Greg Dyke On Broadcasting
Stand up for the man who made the BBC's golden age possible
Monday 05 September 2005
As the television industry celebrates the 50th anniversary of the arrival of multi-channel television - Britain went from one channel to two with the arrival of ITV in 1955 - there has been a lot of speculation about who has had the most influence over British television in the years since the BBC launched the world's first television service in 1936.
Broadcast, the trade magazine for the broadcasting industry in Britain, recently asked that question of 30 notables from British broadcasting. They came up with a list of 50, which, surprisingly, had Rupert Murdoch in the number one position, Lord Reith second and Lew Grade third.
I am almost too embarrassed to add that I came fourth - ahead of many people who I believe have had a greater impact than I have - but I was particularly surprised to find that I was 11 places ahead of the man who I thought should have been number one.
My vote for top slot wouldn't have gone to Murdoch, but instead to Hugh Carleton Greene, who was director general of the BBC from 1960 until 1969. He was also the man responsible for the creation of British television, as we know it today.
In the late Fifties Carleton Greene was in charge of BBC News and Current Affairs, where he began to change the journalistic ethos of the organisation, transforming a largely obsequious and deferential newsroom into a much grittier institution. But it was in his years as Director General that Carleton Greene really made his mark.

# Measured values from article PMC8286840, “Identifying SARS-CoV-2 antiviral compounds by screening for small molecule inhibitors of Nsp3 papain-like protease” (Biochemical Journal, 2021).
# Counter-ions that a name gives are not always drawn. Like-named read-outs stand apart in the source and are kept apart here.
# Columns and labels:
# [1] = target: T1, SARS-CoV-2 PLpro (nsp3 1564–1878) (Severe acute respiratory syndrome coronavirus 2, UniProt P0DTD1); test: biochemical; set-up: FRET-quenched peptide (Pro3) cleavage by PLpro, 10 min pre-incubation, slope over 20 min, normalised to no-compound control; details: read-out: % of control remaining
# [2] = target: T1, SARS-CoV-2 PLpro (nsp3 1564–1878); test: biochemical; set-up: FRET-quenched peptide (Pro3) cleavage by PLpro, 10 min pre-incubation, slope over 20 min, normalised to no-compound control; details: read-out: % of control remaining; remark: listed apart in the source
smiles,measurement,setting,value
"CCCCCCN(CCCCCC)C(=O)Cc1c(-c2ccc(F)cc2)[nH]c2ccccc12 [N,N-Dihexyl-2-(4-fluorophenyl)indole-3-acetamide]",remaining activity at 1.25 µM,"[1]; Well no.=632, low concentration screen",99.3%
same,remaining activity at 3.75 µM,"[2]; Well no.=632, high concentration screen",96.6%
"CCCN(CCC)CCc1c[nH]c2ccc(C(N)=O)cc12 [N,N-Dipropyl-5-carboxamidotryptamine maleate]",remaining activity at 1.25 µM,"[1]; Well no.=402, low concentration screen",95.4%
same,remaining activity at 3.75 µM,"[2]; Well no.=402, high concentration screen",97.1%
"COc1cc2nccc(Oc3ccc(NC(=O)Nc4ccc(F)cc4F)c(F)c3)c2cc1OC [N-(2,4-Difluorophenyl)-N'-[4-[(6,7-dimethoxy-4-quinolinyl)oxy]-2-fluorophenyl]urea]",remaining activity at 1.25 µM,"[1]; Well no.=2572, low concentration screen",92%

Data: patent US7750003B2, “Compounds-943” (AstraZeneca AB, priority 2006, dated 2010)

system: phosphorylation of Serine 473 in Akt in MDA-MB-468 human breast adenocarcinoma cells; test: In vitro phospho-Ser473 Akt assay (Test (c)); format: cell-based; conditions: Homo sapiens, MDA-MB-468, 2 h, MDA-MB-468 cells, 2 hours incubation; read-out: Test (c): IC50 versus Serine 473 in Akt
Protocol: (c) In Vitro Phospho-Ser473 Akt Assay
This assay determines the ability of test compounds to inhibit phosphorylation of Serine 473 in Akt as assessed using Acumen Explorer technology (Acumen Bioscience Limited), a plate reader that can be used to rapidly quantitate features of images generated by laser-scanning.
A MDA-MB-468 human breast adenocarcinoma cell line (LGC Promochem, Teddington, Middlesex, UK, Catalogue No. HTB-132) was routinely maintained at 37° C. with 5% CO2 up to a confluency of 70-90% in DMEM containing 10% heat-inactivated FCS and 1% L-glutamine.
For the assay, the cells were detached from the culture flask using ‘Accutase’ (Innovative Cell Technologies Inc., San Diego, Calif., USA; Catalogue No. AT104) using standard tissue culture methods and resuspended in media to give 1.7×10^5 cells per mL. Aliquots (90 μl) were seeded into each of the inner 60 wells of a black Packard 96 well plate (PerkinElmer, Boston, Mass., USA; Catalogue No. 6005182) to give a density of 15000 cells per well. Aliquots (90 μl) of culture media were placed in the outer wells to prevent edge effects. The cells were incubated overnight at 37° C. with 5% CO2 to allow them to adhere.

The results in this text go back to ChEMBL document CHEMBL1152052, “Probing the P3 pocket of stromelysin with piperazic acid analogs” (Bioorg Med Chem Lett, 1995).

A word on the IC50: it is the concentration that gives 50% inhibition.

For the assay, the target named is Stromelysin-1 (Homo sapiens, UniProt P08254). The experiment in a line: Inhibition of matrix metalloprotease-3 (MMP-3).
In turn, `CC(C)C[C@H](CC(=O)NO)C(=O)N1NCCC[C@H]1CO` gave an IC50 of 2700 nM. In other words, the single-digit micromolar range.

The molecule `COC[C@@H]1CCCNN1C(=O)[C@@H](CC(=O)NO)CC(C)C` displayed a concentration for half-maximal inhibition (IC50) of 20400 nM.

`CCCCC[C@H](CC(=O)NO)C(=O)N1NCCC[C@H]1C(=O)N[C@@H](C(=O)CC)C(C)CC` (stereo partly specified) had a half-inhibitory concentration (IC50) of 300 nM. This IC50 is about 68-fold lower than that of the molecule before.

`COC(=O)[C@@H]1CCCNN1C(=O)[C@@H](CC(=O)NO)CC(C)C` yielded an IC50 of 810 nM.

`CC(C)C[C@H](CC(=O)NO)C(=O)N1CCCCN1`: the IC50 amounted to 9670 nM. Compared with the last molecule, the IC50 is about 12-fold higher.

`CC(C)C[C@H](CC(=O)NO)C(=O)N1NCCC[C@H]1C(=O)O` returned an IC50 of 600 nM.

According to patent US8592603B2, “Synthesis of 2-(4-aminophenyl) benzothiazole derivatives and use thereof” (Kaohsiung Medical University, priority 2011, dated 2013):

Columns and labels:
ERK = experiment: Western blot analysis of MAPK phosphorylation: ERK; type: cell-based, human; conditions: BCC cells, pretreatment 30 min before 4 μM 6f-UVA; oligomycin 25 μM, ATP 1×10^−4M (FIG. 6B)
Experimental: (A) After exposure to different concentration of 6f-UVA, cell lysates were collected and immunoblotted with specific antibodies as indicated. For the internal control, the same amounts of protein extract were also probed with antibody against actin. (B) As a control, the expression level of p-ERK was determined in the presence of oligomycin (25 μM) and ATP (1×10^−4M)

BBC Television was in real trouble when Carleton Greene took over in 1960. The BBC that he inherited was inward-looking, pompous and elitist. As a result, it was being replaced in the public's affections by an ITV whose schedule was built on quiz programmes like Double Your Money and Take Your Pick, American drama series and variety shows like Sunday Night at the London Palladium.
People have forgotten that only five years after it was launched ITV had a 70 per cent share of the audience in a two-channel world. The BBC's share in 1959 was no higher than that of BBC 1 and 2 combined today - in a world of hundreds of channels.
Greene set about changing this. For the first time British audiences were offered home-grown programmes that were both challenging and accessible; programmes like Play for Today, Z Cars, The Forsyte Saga, That Was the Week That Was, Dr Who and dozens of others.
And this was also the time when (Ray) Galton and (Alan) Simpson - number 43 in the Broadcast list - created the template for the British sitcom on the BBC with first Hancock's Half Hour and later, and arguably more importantly, Steptoe and Son. These paved the way for Dad's Army, Till Death Us Do Part, Fawlty Towers and many other brilliant BBC sitcoms in the years that followed.
It wasn't that Carleton Greene produced these programmes - but he made them possible. He encouraged the BBC's producers to be brave, he let them make what they wanted to make and he protected them from hostile criticism, and there was a lot of that coming from all directions.